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May would scrap Mental Health Act and better support services if re-elected

Prime minister Theresa May has pledged to scrap the Mental Health Act 1983 and introduce a new Mental Health Treatment Bill if she is re-elected on 8 June.

May said her new law would confront discrimination and unnecessary detentions under the existing act which is “outdated and unfit for purpose”.

She said: “On my first day in Downing Street last July, I described shortfalls in mental health services as one of the burning injustices in our country.

“It is abundantly clear to me that the discriminatory use of a law passed more than three decades ago is a key part of the reason for this.

“So I am pledging to rip up the 1983 Act and introduce in its place a new law which finally confronts the discrimination and unnecessary detention that takes place too often.”

The number of people detained under the Mental Health Act has risen by about 30% in recent years from 48,600 in 2011-12 to 63,600 in 2015-16.

Black people are up to six times more likely to be detained under the existing act, Downing Street said.

It is intended that the Mental Health Treatment Bill will:

  • Revise the thresholds for detention, to prevent it being over-used;
  • Introduce new codes of practice to reduce the disproportionate use of mental health detention for minority groups; and
  • Improving safeguards so that when people with mental health problems have the capacity to give or refuse consent, they can never be treated against their will.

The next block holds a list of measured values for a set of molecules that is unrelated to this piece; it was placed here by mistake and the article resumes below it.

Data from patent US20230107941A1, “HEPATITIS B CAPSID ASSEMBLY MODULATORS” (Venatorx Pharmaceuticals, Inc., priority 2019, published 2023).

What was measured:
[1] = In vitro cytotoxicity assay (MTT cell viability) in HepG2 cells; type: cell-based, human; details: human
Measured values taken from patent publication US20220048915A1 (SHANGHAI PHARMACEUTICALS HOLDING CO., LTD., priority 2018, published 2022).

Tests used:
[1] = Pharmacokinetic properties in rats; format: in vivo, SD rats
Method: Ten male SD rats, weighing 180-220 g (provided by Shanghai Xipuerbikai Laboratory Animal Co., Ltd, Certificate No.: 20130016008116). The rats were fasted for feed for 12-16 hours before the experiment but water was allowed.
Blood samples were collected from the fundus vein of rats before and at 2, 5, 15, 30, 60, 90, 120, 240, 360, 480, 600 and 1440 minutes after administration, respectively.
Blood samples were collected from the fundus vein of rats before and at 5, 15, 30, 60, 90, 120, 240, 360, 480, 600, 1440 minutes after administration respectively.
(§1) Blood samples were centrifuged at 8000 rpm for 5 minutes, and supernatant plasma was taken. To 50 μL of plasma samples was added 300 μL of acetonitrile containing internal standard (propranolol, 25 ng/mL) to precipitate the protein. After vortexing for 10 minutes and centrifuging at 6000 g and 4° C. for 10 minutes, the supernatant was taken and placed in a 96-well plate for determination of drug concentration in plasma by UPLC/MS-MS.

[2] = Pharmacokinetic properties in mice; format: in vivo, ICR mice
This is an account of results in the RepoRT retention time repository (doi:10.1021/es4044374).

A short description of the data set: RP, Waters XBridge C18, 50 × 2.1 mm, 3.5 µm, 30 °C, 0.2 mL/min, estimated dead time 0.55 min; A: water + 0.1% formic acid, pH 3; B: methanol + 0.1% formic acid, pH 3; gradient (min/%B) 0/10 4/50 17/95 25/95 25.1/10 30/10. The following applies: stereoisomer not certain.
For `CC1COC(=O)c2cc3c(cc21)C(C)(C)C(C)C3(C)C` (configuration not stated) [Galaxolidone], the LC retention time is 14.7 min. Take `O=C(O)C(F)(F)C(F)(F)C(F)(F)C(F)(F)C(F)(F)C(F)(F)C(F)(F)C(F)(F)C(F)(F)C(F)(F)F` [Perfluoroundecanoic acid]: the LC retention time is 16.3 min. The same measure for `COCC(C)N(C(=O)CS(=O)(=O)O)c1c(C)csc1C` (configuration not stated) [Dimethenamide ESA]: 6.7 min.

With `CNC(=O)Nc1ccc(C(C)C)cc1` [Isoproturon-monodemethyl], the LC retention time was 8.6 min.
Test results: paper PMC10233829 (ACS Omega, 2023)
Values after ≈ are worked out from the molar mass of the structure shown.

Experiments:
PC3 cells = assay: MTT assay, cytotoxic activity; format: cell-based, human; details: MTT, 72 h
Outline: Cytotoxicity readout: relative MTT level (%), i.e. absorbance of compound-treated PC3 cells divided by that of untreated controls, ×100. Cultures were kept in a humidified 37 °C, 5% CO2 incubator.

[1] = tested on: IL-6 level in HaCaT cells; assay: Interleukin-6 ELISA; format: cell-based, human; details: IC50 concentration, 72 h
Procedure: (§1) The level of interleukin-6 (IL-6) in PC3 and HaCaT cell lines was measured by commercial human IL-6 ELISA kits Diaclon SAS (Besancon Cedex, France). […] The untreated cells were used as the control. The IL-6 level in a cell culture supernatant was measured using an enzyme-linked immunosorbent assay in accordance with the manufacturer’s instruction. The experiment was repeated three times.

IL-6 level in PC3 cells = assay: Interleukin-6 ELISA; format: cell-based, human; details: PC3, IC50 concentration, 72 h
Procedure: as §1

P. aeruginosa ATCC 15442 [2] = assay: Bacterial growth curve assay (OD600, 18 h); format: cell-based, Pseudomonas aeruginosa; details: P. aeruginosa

May also said she would reform the Equality Act 2010 so that employees are no longer only protected from discrimination over mental health problems such as depression and anxiety if they have the condition more than a year.

She would employ 10,000 more staff in the mental health sector by 2020.

Her government would also invest £2m to expand the secondary school mental health first aid programme announced in January into primary schools as well, and provide each school with a single point of contact with mental health services.

There would be changes to the curriculum to include more information about mental wellbeing – specifically in relation to staying safe online and cyber bullying.

And Health and Safety at Work regulations would be changed to require large organisation to train mental health first responders as well as physical first aiders.

Labour’s shadow mental health minister Barbara Keeley said: “The Tories have not delivered on their promise to give mental health the same priority as physical health. They appear to be offering no extra funding and have consistently raided mental health budgets over the last seven years.

“Warm words from the Tories will not help to tackle the injustice of unequal treatment in mental health.”

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